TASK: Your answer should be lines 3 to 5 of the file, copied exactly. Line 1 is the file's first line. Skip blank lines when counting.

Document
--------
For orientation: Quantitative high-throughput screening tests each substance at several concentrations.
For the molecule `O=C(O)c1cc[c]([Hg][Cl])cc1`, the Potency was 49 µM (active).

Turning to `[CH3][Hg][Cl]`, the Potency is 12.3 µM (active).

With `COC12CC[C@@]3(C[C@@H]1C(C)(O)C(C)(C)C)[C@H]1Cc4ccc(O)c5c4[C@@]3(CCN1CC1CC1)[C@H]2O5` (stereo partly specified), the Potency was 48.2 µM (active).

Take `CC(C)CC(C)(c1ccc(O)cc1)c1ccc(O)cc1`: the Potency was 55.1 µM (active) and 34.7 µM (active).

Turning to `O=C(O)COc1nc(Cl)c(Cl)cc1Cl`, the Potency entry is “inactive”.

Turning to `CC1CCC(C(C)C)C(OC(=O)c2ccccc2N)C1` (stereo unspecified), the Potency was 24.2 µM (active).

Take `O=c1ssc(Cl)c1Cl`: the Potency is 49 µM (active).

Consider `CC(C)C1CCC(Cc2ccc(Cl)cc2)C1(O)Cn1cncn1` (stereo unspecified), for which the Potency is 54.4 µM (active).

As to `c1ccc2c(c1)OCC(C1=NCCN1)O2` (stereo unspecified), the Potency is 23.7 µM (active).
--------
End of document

Turning to `[CH3][Hg][Cl]`, the Potency is 12.3 µM (active).

With `COC12CC[C@@]3(C[C@@H]1C(C)(O)C(C)(C)C)[C@H]1Cc4ccc(O)c5c4[C@@]3(CCN1CC1CC1)[C@H]2O5` (stereo partly specified), the Potency was 48.2 µM (active).

Take `CC(C)CC(C)(c1ccc(O)cc1)c1ccc(O)cc1`: the Potency was 55.1 µM (active) and 34.7 µM (active).